When it comes to employee time-tracking, HR managers have a lot to keep track of.
From reviewing time sheets to managing an employee’s vacation time, sick time, personal time, and more, it can be cumbersome to say the least.
And keeping track of hours and days worked is just one thing. HR managers also have to stay up-to-date with the latest regulations around employee time-tracking and time-off.
To help, we’ve compiled a short list of things that can help make managing employee time a little easier.
Before you can begin to manage your employees’ time and attendance, you first need to be well-versed in the laws surrounding time off.
From regulations around meal breaks, PTO, family leave, and much more, there’s a lot to take in. And unfortunately, with our modern workforce of hourly vs. salary, and part-time, full-time, freelance, contractors, etc. – the laws around time-off are complex.
So, depending on the type of workers you have, the regulations will be different. To help, here are some basics you should be aware of:
There are no federal laws requiring vacation time, paid or unpaid, for holidays, sick days, vacation or other reasons – it’s completely up to employers. Check out our Ultimate Guide to PTO to learn more.
Family and Medical Leave (FMLA)
The only federal law around leave is the Family and Medical Leave Act (FMLA), which requires unpaid job protection for:
Fair Labor Standards Act
Under the Fair Labor Standards Act (FLSA), covered employers must keep certain records for nonexempt employees, including hours worked each day and total hours worked each workweek.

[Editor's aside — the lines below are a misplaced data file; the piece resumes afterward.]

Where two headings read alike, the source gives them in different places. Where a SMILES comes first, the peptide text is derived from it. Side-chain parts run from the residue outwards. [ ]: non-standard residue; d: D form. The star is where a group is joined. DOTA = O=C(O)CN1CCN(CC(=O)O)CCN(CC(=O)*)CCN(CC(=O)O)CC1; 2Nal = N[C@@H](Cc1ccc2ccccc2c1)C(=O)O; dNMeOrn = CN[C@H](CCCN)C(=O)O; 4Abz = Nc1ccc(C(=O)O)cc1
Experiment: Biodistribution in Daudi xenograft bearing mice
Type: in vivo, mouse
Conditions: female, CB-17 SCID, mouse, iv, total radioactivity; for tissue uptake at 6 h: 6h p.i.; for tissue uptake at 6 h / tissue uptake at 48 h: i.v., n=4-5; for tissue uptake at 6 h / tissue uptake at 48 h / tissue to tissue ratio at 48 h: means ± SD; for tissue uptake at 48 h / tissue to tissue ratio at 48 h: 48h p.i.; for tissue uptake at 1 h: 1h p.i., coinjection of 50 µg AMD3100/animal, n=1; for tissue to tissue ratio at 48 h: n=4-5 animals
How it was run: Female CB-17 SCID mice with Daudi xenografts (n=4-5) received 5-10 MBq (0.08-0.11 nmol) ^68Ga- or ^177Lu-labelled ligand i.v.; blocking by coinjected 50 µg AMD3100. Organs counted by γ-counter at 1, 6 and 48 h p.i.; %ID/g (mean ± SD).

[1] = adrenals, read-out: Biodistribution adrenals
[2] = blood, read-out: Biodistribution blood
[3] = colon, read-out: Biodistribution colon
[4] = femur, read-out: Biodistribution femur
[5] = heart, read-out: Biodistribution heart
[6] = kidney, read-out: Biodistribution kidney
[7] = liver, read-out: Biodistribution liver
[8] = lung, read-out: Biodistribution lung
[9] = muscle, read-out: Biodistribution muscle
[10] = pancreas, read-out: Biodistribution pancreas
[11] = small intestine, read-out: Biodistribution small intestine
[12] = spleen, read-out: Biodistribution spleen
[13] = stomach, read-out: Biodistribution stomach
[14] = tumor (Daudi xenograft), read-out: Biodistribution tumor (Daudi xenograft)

In addition to federal, state, and local laws regarding time off, many companies are also offering additional or extended leave to their employees.
For example, Facebook’s COO, Sheryl Sandberg just announced updated benefits for new parents and grieving employees:
“Starting today, Facebook employees will have up to 20 days paid leave to grieve an immediate family member, up to 10 days to grieve an extended family member, and will be able to take up to six weeks of paid leave to care for a sick relative,” Sandberg wrote on her personal Facebook account. “We’re also introducing paid family sick time – three days to take care of a family member with a short-term illness, like a child with the flu.”
These new updates are amazing for Facebook employees, but they’re much more generous than what’s required and common.
That said, it’s important for employers to clearly outline all federal, state, and local laws, as well as time-off and leave benefits specific to their company. This helps hold employers accountable, keeps policies extremely clear for employees, and will hopefully reduce any confusion employees may have.
The argument here is pretty easy.
With an HR software equipped with time-off capabilities, HR managers and HR specialists can easily track and manage time-off requests, including reviewing and approving PTO, sick leave, personal leave, and more.
The right HR software will also allow hourly employees to clock-in and clock-out online, allowing managers to to easily view and approve their hours worked.
What’s more, to minimize any liability, SHRM suggests that employers maintain time-keeping records in a way can be audited (if necessary), which means that records must reflect the time actually worked. An HR Software will ensure this type of accuracy.
“Automated time-keeping systems typically have features to record a history of changes and who made them,” adds SHRM. “These systems may also be set up to obtain the acknowledgment of both the employee and the employer when changes occur.”